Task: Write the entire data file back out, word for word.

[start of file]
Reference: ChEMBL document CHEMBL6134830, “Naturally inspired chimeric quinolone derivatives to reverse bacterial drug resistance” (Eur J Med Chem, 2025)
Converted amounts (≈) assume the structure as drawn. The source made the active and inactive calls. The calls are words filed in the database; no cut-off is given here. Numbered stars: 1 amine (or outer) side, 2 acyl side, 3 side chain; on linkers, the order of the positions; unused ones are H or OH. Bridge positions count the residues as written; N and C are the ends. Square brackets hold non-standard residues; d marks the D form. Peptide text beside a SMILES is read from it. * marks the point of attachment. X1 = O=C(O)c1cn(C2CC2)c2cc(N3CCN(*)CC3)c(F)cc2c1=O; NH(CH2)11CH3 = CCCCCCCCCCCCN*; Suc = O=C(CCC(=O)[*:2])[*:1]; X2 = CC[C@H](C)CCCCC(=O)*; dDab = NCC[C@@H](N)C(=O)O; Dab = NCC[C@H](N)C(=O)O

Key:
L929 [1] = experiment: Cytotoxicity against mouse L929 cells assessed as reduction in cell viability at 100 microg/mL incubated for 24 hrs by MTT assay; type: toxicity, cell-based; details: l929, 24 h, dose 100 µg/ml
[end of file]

Reference: ChEMBL document CHEMBL6134830, “Naturally inspired chimeric quinolone derivatives to reverse bacterial drug resistance” (Eur J Med Chem, 2025)
Converted amounts (≈) assume the structure as drawn. The source made the active and inactive calls. The calls are words filed in the database; no cut-off is given here. Numbered stars: 1 amine (or outer) side, 2 acyl side, 3 side chain; on linkers, the order of the positions; unused ones are H or OH. Bridge positions count the residues as written; N and C are the ends. Square brackets hold non-standard residues; d marks the D form. Peptide text beside a SMILES is read from it. * marks the point of attachment. X1 = O=C(O)c1cn(C2CC2)c2cc(N3CCN(*)CC3)c(F)cc2c1=O; NH(CH2)11CH3 = CCCCCCCCCCCCN*; Suc = O=C(CCC(=O)[*:2])[*:1]; X2 = CC[C@H](C)CCCCC(=O)*; dDab = NCC[C@@H](N)C(=O)O; Dab = NCC[C@H](N)C(=O)O

Key:
L929 [1] = experiment: Cytotoxicity against mouse L929 cells assessed as reduction in cell viability at 100 microg/mL incubated for 24 hrs by MTT assay; type: toxicity, cell-based; details: l929, 24 h, dose 100 µg/ml